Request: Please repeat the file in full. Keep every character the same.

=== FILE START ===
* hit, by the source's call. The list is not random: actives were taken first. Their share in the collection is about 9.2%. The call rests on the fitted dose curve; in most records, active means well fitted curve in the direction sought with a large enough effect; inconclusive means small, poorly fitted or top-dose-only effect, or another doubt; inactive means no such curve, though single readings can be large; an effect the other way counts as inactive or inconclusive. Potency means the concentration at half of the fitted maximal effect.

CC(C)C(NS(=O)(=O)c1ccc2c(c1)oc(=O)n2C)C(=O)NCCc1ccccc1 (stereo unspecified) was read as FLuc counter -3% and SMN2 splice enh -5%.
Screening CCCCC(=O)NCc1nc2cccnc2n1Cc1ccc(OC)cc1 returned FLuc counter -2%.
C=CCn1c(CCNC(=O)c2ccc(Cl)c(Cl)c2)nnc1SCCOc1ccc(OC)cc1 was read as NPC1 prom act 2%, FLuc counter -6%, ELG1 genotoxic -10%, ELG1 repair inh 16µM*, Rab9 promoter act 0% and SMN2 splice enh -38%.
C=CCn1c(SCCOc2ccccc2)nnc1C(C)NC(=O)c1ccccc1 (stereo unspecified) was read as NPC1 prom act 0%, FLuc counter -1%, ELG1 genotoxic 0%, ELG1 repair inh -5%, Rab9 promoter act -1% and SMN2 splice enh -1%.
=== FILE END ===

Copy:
* hit, by the source's call. The list is not random: actives were taken first. Their share in the collection is about 9.2%. The call rests on the fitted dose curve; in most records, active means well fitted curve in the direction sought with a large enough effect; inconclusive means small, poorly fitted or top-dose-only effect, or another doubt; inactive means no such curve, though single readings can be large; an effect the other way counts as inactive or inconclusive. Potency means the concentration at half of the fitted maximal effect.

CC(C)C(NS(=O)(=O)c1ccc2c(c1)oc(=O)n2C)C(=O)NCCc1ccccc1 (stereo unspecified) was read as FLuc counter -3% and SMN2 splice enh -5%.
Screening CCCCC(=O)NCc1nc2cccnc2n1Cc1ccc(OC)cc1 returned FLuc counter -2%.
C=CCn1c(CCNC(=O)c2ccc(Cl)c(Cl)c2)nnc1SCCOc1ccc(OC)cc1 was read as NPC1 prom act 2%, FLuc counter -6%, ELG1 genotoxic -10%, ELG1 repair inh 16µM*, Rab9 promoter act 0% and SMN2 splice enh -38%.
C=CCn1c(SCCOc2ccccc2)nnc1C(C)NC(=O)c1ccccc1 (stereo unspecified) was read as NPC1 prom act 0%, FLuc counter -1%, ELG1 genotoxic 0%, ELG1 repair inh -5%, Rab9 promoter act -1% and SMN2 splice enh -1%.